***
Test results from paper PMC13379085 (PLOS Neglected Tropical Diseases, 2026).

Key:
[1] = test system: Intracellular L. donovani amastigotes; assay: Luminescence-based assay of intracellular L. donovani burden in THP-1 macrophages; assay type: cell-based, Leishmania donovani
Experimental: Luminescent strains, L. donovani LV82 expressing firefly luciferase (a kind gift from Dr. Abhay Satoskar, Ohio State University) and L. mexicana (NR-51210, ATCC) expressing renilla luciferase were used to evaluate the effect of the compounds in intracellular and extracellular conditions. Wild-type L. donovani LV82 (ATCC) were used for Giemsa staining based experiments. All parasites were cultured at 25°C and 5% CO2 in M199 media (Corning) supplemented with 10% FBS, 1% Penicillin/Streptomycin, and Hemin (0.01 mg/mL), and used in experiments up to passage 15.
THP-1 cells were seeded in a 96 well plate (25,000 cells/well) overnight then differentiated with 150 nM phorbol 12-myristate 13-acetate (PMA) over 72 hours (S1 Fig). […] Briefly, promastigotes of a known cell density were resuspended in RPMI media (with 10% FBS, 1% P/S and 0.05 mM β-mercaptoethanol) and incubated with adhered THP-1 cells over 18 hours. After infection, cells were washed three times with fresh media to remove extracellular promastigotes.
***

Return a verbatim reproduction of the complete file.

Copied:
Test results from paper PMC13379085 (PLOS Neglected Tropical Diseases, 2026).

Key:
[1] = test system: Intracellular L. donovani amastigotes; assay: Luminescence-based assay of intracellular L. donovani burden in THP-1 macrophages; assay type: cell-based, Leishmania donovani
Experimental: Luminescent strains, L. donovani LV82 expressing firefly luciferase (a kind gift from Dr. Abhay Satoskar, Ohio State University) and L. mexicana (NR-51210, ATCC) expressing renilla luciferase were used to evaluate the effect of the compounds in intracellular and extracellular conditions. Wild-type L. donovani LV82 (ATCC) were used for Giemsa staining based experiments. All parasites were cultured at 25°C and 5% CO2 in M199 media (Corning) supplemented with 10% FBS, 1% Penicillin/Streptomycin, and Hemin (0.01 mg/mL), and used in experiments up to passage 15.
THP-1 cells were seeded in a 96 well plate (25,000 cells/well) overnight then differentiated with 150 nM phorbol 12-myristate 13-acetate (PMA) over 72 hours (S1 Fig). […] Briefly, promastigotes of a known cell density were resuspended in RPMI media (with 10% FBS, 1% P/S and 0.05 mM β-mercaptoethanol) and incubated with adhered THP-1 cells over 18 hours. After infection, cells were washed three times with fresh media to remove extracellular promastigotes.